The idea for this blog has been bouncing around in my head for what seems like ages. Because I’ve never really been certain exactly what angle I wanted to come from, and because life has a tendency to happen, I have consequently put-off this blog’s maiden post time and again. (I blame perfectionism)
So, a little about myself..
I am a twenty-something frabriholic who recently graduated from college with a major in Anthropology and a minor in Linguistics. As such, I am fascinated with textiles, cultures and language/communication. This blog will serve as a way of bringing those interests and fascinations together in one spot. I already have several ideas running through my mind, and things I would like to explore and experiment with. Here is a small sampling of what you can look forward to down the road:
- How do the clothes we wear communicate to others?
- Exploring cultural diffusion within the world of fashion.
- Exploring different textile traditions across the globe and through time.
- DIY and step by step how-to
I do not merely aim to address these topics from an academic standpoint, I am also an avid creator as well. I learned to cross stitch when I was a small child, and taught myself how to knit, crochet, and sew. I recently designed and made some clothes which were featured as part of a runway show (read about it here, under the July 2010 heading) for the benefit of Access 4 in Springfield, IL. The following are my 2 favorite pieces, which also got the most attention at the show:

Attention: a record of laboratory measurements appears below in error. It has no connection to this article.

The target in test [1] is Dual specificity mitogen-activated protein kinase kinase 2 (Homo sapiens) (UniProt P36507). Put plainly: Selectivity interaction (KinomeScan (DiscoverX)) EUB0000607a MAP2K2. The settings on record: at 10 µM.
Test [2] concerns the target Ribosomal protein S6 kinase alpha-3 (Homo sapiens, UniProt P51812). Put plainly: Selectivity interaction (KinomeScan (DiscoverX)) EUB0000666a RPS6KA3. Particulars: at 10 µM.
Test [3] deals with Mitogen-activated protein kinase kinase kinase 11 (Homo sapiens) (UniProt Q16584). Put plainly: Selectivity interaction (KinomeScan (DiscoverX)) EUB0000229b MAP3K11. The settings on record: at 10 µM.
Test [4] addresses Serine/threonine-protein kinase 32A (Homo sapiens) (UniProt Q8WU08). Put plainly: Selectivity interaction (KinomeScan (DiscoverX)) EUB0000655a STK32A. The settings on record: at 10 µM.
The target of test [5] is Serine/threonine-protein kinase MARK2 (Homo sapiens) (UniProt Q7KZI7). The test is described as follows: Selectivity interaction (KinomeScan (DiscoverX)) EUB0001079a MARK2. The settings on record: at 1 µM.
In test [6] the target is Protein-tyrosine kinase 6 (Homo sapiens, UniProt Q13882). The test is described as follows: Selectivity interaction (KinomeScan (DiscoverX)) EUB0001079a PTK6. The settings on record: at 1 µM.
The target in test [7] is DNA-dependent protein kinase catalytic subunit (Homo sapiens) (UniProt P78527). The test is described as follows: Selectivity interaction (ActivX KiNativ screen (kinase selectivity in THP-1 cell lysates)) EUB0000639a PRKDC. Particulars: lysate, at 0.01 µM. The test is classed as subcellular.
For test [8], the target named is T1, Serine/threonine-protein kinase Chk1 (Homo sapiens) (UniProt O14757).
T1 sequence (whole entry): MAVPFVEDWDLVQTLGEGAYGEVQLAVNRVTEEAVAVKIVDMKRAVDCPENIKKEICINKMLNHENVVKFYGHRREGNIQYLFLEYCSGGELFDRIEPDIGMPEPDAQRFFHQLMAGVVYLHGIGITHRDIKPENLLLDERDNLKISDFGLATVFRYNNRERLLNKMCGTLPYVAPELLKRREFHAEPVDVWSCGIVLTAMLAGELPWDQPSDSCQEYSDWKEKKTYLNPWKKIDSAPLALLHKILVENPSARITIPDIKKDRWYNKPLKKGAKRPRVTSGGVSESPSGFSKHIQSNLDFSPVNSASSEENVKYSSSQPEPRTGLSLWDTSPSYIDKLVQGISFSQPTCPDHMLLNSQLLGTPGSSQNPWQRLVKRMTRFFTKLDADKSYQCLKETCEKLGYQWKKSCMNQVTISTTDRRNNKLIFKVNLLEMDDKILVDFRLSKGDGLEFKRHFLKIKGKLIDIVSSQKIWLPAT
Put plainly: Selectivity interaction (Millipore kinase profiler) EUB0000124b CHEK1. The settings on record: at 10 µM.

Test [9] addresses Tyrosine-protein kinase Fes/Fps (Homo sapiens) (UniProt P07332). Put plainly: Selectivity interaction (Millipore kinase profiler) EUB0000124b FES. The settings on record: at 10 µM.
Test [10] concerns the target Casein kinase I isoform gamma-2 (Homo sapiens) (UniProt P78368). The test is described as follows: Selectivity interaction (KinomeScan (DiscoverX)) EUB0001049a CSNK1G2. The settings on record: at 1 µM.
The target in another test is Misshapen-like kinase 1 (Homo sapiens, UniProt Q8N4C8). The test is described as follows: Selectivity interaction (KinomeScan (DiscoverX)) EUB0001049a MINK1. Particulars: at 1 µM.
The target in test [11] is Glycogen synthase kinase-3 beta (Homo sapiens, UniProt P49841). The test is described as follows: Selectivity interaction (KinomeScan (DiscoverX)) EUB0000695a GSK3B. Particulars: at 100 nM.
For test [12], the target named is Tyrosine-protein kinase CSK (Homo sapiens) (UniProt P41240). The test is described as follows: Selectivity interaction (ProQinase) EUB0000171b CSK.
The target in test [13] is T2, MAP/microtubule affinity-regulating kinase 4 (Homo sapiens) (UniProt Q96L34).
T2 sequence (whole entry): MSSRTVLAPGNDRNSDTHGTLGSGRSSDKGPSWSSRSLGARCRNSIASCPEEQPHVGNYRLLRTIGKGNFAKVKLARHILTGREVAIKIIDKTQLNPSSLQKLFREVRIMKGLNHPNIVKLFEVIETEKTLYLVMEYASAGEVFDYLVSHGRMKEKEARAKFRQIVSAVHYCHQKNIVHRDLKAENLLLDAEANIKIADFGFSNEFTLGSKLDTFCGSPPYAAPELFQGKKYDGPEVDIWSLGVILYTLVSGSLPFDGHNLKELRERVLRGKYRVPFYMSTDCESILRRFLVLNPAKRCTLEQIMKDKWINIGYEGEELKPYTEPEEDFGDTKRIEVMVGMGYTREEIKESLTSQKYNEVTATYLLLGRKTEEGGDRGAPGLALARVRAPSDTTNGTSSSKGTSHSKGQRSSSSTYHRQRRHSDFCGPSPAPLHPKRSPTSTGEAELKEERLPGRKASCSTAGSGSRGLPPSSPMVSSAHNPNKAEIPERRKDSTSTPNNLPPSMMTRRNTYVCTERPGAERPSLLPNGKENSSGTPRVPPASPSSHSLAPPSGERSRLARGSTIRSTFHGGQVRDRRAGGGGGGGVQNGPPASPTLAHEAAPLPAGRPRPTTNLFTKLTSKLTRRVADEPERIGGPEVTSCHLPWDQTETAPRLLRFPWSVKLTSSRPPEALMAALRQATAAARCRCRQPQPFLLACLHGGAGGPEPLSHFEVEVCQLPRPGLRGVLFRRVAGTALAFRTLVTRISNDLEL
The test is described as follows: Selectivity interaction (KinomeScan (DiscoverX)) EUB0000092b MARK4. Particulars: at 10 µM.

Both of these dresses were altered creations. The original dresses came from Goodwill. The first of these dresses started off as the matronly black dress pictured to the left. I took my seam ripper to it, removed the black lace and replaced it with hot pink lace, but without adding the neck or sleeves back to it, so it looks more like a corset style dress. I also shortened the skirt considerably (from floor length to just above the knees). The end result is pictured to the right.
The second dress (which I unfortunately do not have a before picture of) started off as a maroon bridesmaids dress. The original was actually made by ILGWU. Basically, I removed the sleeves, took the dress completely apart (the seam ripper is my best friend), covered it in black lace, and sewed it back together, gathering the lace at the bottom in a kind of ball gown fashion. This might seem like a simple process, but trust me, I fought this dress like the devil. On more than one occasion I had to rip out my own stitches and redo it because the edges would not be lined up properly and one panel would seem longer than the other, or I’d have this unsightly fabric bubble (observe below).
So what did I do? I screamed, cussed out both the dress and my sewing machine, cried a little bit and then proceeded to re-sew the seam by hand. This dress (and lack of sleep because I was trying to meet a deadline) almost drove me insane. Pictured below is my hand stitching, with a ruler to show my distance between stitches. Anyone who sews by hand can appreciate this.